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Comments: What is Fairplay?

Tuesday, April 29, 2003

By Applelinks Senior Editor John H. Farr

We're apparently behind the curve on this one, but it turns out that Apple does indeed have its own digital rights management (DRM) technology and it's known as "Fairplay." How it works with the new online music download service is like this ...

According to writer Arik Hesseldahl at Forbes.com, Apple has been developing Fairplay very quietly over the past year, probably so people like your editor would crucify Microsoft for mucking about in the same digital rights swamp while they got it right, or tried to. At least Apple seems to have been motivated by a principle other than "screw the consumer," for which we should all be very thankful. Basically, Fairplay allows you to do "things that generally you're already allowed to do with CDs," like make copies for backup purposes.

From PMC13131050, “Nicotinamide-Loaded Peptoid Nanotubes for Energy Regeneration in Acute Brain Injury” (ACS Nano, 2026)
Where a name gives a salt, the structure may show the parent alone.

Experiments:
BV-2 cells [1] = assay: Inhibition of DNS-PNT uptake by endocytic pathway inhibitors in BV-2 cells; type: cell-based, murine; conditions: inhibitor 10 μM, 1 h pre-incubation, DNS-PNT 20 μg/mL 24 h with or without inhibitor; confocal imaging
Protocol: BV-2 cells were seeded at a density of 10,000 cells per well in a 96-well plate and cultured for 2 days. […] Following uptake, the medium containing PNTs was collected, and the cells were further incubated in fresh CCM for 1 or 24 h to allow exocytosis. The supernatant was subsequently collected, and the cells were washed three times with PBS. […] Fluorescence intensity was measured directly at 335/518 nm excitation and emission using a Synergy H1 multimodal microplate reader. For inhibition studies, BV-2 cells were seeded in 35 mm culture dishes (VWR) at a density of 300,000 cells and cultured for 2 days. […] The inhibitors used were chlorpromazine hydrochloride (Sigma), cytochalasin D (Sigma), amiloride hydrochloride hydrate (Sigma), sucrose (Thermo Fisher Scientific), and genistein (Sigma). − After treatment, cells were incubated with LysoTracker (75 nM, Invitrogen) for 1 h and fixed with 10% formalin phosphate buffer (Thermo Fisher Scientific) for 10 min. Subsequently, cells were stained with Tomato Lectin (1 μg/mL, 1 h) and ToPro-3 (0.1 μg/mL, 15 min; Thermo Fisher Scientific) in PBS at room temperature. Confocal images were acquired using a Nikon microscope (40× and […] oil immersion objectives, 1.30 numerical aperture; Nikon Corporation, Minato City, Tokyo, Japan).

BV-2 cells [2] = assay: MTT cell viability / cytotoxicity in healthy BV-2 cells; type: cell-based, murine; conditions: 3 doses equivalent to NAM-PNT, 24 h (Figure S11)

Hesseldahl describes the other rules of Fairplay as follows:

"You're also allowed to create a custom mix which, again, many used to do on cassette tapes, but in recent years has been the domain of the CD-R disc and the MP3 file. But with the new iTunes, you're limited to ten copies of a single playlist before you have to change it. That's Fairplay at work.

You're also allowed to listen to the music pretty much wherever you want. That may be on an iPod--you're allowed to put a song on an unlimited number of iPods--or on other computers. In the case of computers, you're limited to three, which should be enough for a computer at home, a computer at work and the laptop you travel with. Again, that is Fairplay at work."

This then is the basic formula that Apple sold to the music companies. That, plus a cut of the action, of course. There are some restrictions, but compared to what the Dark Side is working with, this is a joy. There's nothing in the above restrictions your editor couldn't live with, though we're sure someone will be happy to point out a drawback we hadn't thought of. That's as it should be, too, so speak right up.

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